I think the beauty, or the genius rather, of Sherlock Holmes lies in the innovations that have sprouted from the adventures of this beloved detective. Since Sir Arthur Conan Doyle brought Sherlock and Watson to life in 1887 (yes, you read that right), the retellings or pastiches of his novels have consistently fascinated the zeitgeist. In this brand new telling, The Irregulars, that just released on Netflix, Sherlock Holmes places his feet firmly within Gen Z’ world.
New year, New Sherlock
Flash forward from 1887 to 2021 and Sherlock is back at 221B Baker Street. Except for the address, and the characters of Sherlock and Watson, show creator Tom Bidwell does not allow the series to become burdened by its source material.
The emphasis in The Irregulars is firmly placed on the younger characters with Bea and Jessie placed front and center. Watson himself is most definitely the character who, in this series, shows the most evolution. Watson’s arc is one of the most interesting to follow in The Irregulars, as he isn’t type casted like we’ve seen done in previous retellings.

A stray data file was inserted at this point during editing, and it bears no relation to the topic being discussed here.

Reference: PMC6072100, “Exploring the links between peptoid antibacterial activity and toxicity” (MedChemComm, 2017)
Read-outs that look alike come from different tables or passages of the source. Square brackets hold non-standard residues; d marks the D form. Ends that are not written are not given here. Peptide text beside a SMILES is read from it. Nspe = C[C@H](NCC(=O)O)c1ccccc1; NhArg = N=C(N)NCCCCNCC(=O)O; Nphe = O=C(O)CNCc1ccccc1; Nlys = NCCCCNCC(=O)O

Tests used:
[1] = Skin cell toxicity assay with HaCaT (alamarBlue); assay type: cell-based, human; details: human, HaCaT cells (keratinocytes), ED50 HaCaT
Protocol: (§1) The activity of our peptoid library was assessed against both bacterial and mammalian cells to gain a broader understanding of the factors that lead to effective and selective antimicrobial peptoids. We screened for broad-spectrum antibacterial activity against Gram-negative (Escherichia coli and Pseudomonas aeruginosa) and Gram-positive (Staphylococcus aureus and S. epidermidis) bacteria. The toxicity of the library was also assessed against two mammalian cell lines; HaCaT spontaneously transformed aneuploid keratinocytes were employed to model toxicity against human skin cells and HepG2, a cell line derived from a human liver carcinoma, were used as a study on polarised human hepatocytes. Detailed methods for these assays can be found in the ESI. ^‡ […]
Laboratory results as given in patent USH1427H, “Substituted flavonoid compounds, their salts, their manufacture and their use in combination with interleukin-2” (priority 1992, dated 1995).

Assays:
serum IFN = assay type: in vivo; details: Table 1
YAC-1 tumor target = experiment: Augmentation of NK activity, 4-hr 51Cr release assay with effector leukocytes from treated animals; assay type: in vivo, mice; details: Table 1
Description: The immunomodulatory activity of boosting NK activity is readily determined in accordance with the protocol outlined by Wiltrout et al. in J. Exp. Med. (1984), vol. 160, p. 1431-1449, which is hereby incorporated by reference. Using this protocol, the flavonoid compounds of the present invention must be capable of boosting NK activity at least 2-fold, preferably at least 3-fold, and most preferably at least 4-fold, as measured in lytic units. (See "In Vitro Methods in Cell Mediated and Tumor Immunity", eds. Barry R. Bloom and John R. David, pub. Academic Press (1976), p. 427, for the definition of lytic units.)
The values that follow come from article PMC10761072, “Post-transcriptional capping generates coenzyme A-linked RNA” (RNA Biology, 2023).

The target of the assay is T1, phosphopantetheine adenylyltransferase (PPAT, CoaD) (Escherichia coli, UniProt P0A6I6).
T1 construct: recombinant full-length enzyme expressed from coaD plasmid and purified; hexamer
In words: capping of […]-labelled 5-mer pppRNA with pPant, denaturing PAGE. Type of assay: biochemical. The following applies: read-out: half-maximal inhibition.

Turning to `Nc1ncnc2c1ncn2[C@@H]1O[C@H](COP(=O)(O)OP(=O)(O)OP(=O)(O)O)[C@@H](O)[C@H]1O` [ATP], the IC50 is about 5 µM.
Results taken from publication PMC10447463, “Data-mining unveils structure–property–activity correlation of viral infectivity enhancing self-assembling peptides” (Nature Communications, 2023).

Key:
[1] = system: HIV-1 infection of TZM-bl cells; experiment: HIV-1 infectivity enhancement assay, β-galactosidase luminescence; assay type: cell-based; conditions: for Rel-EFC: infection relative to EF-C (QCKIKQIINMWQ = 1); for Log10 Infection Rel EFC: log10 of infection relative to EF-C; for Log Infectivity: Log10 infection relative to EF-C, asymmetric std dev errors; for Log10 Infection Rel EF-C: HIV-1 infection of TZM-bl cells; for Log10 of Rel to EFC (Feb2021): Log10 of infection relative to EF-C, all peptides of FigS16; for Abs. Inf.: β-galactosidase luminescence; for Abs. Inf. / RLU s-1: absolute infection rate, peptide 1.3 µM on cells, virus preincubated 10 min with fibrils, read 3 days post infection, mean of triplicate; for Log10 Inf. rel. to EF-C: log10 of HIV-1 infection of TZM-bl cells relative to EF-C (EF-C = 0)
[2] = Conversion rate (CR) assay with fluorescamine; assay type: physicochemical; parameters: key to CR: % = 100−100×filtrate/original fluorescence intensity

The series also shows no lack of both female influence and diversity which truly is a breath of fresh air. Keep an eye out for Bea (portrayed by Thad0dea Graham), and Alice (portrayed by Eileen O’Higgins) especially – who is one of the best female counters I’ve seen to the very eccentric Sherlock.
These are not the only changes to the Sherlock that we know and love. The Irregulars has a supernatural twist reminiscent of 2013 ‘s Da Vinci’s Demons series. If you are a Supernatural fan, you’ll also identify the series’ successful monster-of-the-week format. The incorporation of a supernatural element allows for full absorption into The Irregulars’ universe as it creates an entirely different world with its own rules and configurations that the viewer needs to decipher. Netflix uses its two biggest market successes; teen series and the supernatural / fantasy genres, to breathe this new life into the adventures of Holmes and Watson.
I know that I’m babbling on about several different elements to the series while you probably only have one question in mind – does Henry Lloyd-Hughes’ Sherlock live up to that of his predecessors? I found him to be more charming than both Cumberbatch and Downey Junior, but definitely more troubled than the two of them leaning more towards Jonny Lee Miller’s (Elementary) interpretation. All in all, I think he does give Sherlock a compelling go.
Looking for some more binge-able content during Easter weekend? Try our guide